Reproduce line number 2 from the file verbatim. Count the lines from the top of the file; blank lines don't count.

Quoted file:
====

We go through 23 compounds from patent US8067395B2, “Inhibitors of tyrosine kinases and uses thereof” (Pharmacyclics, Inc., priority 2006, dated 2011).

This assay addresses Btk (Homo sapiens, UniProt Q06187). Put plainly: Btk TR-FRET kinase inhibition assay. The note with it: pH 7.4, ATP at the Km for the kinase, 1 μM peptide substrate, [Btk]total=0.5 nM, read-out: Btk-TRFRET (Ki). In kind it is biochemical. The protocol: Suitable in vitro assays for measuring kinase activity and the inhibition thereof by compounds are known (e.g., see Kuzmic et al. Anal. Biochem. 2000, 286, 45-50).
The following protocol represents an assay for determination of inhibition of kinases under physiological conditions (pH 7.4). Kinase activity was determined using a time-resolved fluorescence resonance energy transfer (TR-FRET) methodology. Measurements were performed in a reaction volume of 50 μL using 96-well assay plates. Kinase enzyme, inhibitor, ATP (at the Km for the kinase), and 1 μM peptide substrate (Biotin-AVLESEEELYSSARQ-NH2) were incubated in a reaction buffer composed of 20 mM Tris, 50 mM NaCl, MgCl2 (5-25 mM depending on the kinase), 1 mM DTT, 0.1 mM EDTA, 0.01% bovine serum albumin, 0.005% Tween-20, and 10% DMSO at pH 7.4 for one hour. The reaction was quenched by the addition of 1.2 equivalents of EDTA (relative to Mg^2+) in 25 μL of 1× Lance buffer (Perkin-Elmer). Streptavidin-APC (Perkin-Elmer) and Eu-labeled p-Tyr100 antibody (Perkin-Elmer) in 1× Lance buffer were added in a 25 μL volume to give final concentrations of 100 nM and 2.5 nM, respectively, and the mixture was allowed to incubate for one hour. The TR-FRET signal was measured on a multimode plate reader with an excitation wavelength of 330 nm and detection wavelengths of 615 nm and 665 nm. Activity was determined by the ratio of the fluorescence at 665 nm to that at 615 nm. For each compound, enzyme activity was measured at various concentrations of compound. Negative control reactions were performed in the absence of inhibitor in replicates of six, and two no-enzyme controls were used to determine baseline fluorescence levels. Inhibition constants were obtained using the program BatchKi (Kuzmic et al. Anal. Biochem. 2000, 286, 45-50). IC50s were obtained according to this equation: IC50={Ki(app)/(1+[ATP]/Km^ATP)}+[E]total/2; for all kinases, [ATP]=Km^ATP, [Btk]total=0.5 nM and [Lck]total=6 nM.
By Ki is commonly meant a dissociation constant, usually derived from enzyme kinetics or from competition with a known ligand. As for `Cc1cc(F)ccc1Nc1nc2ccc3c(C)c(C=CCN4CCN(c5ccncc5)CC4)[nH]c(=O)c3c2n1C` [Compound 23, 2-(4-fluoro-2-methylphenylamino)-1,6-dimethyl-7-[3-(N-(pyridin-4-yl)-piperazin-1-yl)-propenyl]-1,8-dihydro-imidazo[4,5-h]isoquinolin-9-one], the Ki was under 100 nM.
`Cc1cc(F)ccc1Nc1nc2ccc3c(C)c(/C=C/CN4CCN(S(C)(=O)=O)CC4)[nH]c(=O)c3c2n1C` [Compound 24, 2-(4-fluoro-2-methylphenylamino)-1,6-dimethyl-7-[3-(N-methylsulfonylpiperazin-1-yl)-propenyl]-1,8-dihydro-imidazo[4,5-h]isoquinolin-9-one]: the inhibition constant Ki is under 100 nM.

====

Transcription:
This assay addresses Btk (Homo sapiens, UniProt Q06187). Put plainly: Btk TR-FRET kinase inhibition assay. The note with it: pH 7.4, ATP at the Km for the kinase, 1 μM peptide substrate, [Btk]total=0.5 nM, read-out: Btk-TRFRET (Ki). In kind it is biochemical. The protocol: Suitable in vitro assays for measuring kinase activity and the inhibition thereof by compounds are known (e.g., see Kuzmic et al. Anal. Biochem. 2000, 286, 45-50).